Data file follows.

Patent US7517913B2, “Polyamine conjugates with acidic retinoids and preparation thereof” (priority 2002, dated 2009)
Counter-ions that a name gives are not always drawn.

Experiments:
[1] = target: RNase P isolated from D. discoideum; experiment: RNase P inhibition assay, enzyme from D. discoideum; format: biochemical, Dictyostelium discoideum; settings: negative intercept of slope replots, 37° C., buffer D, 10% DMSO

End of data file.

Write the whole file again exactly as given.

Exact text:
Patent US7517913B2, “Polyamine conjugates with acidic retinoids and preparation thereof” (priority 2002, dated 2009)
Counter-ions that a name gives are not always drawn.

Experiments:
[1] = target: RNase P isolated from D. discoideum; experiment: RNase P inhibition assay, enzyme from D. discoideum; format: biochemical, Dictyostelium discoideum; settings: negative intercept of slope replots, 37° C., buffer D, 10% DMSO